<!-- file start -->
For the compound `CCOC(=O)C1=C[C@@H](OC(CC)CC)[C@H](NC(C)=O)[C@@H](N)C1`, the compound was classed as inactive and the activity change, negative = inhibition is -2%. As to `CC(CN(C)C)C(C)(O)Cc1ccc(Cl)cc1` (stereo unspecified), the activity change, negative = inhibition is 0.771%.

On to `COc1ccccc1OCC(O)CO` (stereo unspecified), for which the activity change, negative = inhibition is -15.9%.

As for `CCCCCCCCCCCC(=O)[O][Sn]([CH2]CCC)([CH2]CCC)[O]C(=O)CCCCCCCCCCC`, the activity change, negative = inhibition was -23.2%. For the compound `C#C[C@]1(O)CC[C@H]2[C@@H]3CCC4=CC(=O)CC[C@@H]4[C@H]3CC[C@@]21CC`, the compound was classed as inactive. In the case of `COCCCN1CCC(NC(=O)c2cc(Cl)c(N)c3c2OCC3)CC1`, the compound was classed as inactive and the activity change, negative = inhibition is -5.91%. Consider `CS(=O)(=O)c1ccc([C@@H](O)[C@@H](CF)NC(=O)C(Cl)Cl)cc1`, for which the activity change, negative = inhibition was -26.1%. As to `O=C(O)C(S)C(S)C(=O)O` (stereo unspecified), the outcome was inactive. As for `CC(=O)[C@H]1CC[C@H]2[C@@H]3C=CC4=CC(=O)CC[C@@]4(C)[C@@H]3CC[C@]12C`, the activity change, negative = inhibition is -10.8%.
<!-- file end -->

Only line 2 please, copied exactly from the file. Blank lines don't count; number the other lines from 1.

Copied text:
On to `COc1ccccc1OCC(O)CO` (stereo unspecified), for which the activity change, negative = inhibition is -15.9%.